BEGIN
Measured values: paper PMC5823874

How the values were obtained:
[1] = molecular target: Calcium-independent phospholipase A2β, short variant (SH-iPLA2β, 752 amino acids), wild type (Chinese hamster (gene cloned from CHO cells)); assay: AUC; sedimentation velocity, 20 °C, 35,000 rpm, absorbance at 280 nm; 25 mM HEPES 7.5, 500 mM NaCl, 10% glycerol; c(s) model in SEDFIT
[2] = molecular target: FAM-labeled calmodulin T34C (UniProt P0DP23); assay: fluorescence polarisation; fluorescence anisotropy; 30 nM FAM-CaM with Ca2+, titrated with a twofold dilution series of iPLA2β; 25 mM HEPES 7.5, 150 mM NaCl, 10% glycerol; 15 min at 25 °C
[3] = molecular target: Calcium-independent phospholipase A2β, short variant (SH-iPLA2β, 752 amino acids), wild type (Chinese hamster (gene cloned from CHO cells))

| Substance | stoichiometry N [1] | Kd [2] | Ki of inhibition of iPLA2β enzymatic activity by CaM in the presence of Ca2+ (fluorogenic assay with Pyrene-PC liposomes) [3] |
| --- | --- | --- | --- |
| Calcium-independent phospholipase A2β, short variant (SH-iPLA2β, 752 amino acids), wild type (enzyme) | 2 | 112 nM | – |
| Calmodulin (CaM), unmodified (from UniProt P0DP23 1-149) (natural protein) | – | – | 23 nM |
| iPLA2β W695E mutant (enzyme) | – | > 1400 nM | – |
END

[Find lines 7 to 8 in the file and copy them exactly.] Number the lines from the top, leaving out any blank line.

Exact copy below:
| --- | --- | --- | --- |
| Calcium-independent phospholipase A2β, short variant (SH-iPLA2β, 752 amino acids), wild type (enzyme) | 2 | 112 nM | – |